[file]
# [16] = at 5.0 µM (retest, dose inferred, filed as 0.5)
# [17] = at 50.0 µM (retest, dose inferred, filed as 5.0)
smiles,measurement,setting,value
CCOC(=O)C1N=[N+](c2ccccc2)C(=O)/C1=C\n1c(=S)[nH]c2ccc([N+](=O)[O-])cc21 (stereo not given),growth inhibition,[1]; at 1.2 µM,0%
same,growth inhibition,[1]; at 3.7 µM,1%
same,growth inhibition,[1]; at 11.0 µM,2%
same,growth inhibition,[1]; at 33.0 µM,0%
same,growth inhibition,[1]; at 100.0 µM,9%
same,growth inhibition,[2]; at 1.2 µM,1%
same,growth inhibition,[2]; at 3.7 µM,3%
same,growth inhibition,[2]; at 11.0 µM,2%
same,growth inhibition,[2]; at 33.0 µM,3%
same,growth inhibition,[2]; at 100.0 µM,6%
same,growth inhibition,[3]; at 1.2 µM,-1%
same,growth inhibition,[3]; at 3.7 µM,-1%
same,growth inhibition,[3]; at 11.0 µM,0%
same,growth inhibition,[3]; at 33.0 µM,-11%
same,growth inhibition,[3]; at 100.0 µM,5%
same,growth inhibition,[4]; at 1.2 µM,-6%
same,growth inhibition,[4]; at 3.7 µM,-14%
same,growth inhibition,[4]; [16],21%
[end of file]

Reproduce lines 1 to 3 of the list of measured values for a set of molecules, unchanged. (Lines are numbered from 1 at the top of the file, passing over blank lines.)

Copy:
# [16] = at 5.0 µM (retest, dose inferred, filed as 0.5)
# [17] = at 50.0 µM (retest, dose inferred, filed as 5.0)
smiles,measurement,setting,value